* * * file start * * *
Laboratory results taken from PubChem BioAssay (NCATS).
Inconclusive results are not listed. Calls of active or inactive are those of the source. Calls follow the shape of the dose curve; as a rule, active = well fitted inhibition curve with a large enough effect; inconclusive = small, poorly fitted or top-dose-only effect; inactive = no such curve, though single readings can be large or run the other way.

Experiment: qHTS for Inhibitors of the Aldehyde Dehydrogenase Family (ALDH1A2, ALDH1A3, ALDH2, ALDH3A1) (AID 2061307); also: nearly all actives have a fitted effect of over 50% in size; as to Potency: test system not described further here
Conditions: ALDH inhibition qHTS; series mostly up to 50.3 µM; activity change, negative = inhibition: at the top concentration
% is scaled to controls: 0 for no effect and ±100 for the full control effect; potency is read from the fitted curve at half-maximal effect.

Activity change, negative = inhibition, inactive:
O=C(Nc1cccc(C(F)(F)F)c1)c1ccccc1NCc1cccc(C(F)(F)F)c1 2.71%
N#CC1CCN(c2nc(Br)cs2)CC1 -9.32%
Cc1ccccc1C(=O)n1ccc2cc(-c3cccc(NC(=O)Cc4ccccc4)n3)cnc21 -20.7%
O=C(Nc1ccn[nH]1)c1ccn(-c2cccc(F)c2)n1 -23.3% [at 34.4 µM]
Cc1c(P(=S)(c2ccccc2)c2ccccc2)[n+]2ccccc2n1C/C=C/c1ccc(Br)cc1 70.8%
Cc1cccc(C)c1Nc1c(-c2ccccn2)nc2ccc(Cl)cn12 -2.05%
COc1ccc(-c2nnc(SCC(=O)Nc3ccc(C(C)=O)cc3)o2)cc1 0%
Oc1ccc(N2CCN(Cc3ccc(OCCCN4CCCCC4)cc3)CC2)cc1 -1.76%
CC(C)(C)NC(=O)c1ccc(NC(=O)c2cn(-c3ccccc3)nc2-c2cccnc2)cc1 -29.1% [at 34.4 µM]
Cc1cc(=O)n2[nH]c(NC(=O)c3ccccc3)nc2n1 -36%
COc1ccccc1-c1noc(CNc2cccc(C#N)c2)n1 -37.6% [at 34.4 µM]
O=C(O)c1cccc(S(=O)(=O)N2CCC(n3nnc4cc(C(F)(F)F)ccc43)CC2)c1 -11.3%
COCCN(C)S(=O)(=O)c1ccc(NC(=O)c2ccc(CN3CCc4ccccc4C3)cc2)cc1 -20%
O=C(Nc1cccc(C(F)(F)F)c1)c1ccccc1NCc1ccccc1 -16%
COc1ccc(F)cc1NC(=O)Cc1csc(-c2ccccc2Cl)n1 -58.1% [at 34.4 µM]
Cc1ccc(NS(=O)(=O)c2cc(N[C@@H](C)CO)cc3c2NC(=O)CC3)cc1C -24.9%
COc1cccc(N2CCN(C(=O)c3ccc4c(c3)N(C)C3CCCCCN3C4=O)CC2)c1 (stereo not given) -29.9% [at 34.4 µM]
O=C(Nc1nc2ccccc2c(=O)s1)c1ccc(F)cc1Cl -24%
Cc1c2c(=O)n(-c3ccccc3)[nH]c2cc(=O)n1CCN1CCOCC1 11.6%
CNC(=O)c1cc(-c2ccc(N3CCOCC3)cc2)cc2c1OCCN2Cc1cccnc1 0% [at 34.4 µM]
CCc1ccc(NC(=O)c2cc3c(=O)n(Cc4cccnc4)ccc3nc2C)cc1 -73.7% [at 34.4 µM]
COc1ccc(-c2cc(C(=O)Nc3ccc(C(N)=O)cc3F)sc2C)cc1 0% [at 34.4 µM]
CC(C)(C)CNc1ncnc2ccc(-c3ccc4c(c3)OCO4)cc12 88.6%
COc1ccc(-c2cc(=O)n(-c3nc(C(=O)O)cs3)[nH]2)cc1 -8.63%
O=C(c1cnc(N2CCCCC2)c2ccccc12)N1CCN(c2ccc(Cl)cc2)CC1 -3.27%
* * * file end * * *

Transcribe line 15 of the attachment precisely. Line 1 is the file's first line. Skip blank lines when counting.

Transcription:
CC(C)(C)NC(=O)c1ccc(NC(=O)c2cn(-c3ccccc3)nc2-c2cccnc2)cc1 -29.1% [at 34.4 µM]